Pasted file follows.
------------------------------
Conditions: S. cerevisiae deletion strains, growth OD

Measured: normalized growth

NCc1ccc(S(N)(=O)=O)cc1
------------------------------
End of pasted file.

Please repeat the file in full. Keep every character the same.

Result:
Conditions: S. cerevisiae deletion strains, growth OD

Measured: normalized growth

NCc1ccc(S(N)(=O)=O)cc1